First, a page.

CG Question

Questions, skill improvement, and respectful critique involving art assets.
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CG Question

#1 Post by Fisseha » Tue Jun 26, 2018 2:04 am

When should one make CGs?

I don't mean "when" in production, but when in the story should CGs be included?

Besides action scenes and kissing scenes, I mean.
I'm an artist, and probably a weaboo.

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Re: CG Question

#2 Post by Mammon » Tue Jun 26, 2018 4:24 am

As little as possible. CGs, and art in general, are a lot of work and easily underestimated by newcomers. I don't know how big you intend your game to be and how much assets you envision, but it's almost inevitable that the workload will be greater than anticipated.

I recommend: Write the story and see where your writing needs a CG. Try to avoid it as much as possible, if it can be shown by the sprites or described accurately then it shouldn't be a CG. If at all possible, don't have any CGs except for the ones which you deem aesthetically necessary like the kissing and fighting scenes. And make sure to minimise or simplify these; don't be afraid to make all the kissing scenes almost the same with the same MC but a different layer for each love interest, and try to minimise any action scene to just one CG if at all possible.

I say this assuming this will be your first project. The advice above I give to anyone who hasn't experienced the workload of a project and the making of a CG firsthand yet, and you shouldn't be at all pressured to make a lot of CGs for your project if it's your first. It doesn't have to be a masterpiece, just focus on releasing it. That's already a big achievement. Don't feel bad cutting corners and minimalising your workload.

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Re: CG Question

#3 Post by mitoky » Tue Jun 26, 2018 9:21 am

I think CG's should be mainly during important events. I am saying mainly since that deepens on creator and on making additional CG's when wanted.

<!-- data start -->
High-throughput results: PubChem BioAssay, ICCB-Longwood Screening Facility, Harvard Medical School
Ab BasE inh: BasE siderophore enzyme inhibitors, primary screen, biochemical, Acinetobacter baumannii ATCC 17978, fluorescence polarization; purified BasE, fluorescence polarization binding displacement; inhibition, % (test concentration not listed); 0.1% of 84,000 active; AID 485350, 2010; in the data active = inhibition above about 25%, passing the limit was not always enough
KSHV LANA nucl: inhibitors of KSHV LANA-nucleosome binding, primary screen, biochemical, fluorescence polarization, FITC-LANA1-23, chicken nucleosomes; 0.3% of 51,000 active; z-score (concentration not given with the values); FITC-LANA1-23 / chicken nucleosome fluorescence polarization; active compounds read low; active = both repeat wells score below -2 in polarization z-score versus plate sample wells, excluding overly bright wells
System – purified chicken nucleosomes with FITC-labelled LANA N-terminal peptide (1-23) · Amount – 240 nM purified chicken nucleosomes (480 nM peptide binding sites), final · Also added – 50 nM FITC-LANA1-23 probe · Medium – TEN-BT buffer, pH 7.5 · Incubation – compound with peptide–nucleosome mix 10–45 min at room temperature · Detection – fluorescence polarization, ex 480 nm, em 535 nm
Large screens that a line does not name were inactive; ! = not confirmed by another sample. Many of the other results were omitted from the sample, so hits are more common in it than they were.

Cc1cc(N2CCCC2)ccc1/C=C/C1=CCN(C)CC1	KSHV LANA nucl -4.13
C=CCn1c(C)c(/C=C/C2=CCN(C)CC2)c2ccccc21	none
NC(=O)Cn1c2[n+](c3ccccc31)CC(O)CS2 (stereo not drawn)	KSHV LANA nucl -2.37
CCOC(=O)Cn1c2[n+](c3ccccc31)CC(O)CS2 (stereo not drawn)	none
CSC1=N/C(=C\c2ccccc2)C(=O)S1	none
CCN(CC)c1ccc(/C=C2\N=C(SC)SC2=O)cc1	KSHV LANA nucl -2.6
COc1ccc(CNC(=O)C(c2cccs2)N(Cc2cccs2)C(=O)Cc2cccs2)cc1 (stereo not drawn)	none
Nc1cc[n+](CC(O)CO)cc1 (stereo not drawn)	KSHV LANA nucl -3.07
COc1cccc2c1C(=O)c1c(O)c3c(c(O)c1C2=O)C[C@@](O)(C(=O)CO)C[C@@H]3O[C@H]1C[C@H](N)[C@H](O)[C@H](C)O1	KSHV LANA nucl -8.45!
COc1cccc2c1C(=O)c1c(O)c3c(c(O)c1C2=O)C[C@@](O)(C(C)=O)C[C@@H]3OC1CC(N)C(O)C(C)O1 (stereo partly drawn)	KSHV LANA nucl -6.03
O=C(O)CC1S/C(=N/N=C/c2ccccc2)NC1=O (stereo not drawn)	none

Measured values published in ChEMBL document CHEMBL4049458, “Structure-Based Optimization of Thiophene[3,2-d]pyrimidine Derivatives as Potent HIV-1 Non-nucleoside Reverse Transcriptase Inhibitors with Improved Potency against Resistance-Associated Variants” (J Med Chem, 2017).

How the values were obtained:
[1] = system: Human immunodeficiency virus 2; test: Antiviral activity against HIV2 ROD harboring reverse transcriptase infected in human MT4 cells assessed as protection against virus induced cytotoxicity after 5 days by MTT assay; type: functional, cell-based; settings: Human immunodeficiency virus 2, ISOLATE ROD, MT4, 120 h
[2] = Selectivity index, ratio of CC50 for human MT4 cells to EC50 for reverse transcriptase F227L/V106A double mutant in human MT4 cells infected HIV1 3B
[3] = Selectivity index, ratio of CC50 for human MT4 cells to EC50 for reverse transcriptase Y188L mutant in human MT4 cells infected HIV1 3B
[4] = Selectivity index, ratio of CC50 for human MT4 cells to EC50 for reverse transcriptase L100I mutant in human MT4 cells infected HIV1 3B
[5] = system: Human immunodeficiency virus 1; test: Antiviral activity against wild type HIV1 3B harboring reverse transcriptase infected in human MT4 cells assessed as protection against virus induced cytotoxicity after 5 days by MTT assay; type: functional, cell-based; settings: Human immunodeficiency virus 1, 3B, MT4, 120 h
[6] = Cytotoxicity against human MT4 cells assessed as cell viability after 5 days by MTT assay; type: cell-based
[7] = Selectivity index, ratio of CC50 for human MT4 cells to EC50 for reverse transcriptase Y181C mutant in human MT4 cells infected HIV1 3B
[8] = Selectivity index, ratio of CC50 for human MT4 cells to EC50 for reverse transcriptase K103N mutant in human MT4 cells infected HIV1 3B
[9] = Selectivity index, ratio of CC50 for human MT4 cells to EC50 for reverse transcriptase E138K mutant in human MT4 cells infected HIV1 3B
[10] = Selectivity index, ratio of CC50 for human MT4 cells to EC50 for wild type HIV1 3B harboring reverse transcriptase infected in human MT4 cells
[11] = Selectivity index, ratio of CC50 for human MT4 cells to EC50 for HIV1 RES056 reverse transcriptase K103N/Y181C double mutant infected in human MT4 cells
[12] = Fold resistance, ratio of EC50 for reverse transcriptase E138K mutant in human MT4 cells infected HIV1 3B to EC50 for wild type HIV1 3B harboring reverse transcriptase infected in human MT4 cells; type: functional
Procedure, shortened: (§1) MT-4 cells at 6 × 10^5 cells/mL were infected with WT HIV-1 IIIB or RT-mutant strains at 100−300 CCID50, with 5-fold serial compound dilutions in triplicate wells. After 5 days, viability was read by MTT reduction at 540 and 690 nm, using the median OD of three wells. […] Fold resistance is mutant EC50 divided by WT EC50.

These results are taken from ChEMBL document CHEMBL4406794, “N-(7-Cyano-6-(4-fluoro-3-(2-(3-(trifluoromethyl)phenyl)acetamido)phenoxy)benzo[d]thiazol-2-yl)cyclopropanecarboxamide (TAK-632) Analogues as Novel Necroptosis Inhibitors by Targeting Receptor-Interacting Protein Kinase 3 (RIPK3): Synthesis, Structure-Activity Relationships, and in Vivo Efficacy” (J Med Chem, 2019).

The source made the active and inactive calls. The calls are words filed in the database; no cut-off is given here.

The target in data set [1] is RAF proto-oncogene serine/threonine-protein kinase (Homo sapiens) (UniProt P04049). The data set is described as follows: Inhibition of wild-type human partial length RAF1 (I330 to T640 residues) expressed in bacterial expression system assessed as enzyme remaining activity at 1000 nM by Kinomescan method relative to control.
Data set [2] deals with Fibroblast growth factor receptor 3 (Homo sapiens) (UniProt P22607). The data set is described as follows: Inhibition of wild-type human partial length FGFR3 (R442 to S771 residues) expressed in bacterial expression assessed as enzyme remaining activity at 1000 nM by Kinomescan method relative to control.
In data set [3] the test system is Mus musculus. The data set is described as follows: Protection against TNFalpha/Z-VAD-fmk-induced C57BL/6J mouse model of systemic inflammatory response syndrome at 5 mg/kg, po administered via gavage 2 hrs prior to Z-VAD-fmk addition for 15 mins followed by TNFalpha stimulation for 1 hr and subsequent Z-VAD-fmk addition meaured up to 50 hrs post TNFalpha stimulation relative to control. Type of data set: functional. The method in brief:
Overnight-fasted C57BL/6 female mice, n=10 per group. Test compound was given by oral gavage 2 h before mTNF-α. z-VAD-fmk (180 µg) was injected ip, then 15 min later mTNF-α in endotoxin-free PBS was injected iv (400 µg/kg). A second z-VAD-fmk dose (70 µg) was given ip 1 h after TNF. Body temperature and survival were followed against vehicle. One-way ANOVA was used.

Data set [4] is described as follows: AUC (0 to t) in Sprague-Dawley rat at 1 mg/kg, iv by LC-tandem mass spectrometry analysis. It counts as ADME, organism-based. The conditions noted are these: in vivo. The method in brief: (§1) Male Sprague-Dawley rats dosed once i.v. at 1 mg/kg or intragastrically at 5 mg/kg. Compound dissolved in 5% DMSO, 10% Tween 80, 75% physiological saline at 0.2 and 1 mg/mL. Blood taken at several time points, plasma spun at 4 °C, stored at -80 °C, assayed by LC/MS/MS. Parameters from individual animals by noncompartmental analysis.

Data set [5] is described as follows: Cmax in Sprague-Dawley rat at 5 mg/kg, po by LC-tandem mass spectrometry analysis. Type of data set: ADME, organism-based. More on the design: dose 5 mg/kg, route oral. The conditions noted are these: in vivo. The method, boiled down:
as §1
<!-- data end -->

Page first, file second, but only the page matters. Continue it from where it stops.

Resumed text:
Important moments would be romance for example (kiss, a bounding moment) or major plot points (a fight, maybe a touching moment, tragic (main cast dies) etc.
But as Mammon said, first focus on the really needed ones.

What i would recommend is to leave CG's for last. Write your script normally and work on everything and make notes where you would want a CG or deem important, (major = to be included 100% and minor = preferbly included but could be left out). Then you can, once all done, decide which major ones are (overall in the story seen) minor or which minor ones are major. Again, major only if it really HAS to be major, not deciding based on "i want this" but "the story NEEDS this" so keep the amouth small!
In the end you should have a list of CG's to be included and one with potentional ones.

Ideally, if you make a demo, you will already know how long a CG takes you and then you can decide based on that if you are fine with drawing each cg individually or use Mammon's method of re-using CG's. Once you have all CG's drawn and have spare time you can then think of adding a few minor CG's if you want, but really only after major ones are done.
Including extra art when you have time and know roughly how much time is needed is always possible, but planning too many ahead and then not making is can be very discouraging. So focus on the main ones first.

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Re: CG Question

#4 Post by ladyguitarist256 » Thu Jul 12, 2018 12:03 pm

I agree with much of what has been said. One thing though: reusing CGs is an option if you're just starting out, this is your first visual novel, or you are not very experienced in drawing a variety of scenes, but I would advise against it generally. Some players expect unique scenes specific to the route that they're playing, and making all of them the same can severely detract from your replay value. If at all possible, I would find out which plot points are most important and draw 1-2 unique CG per route.

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Re: CG Question

#5 Post by puppetbomb » Fri Jul 13, 2018 1:34 am

+1 to not adding CGs until you have everything figured out.

Another option that hadn't been mentioned is making a custom sprite pose. I imagine that it would be a time-saver for most instances rather than a full-on CG.

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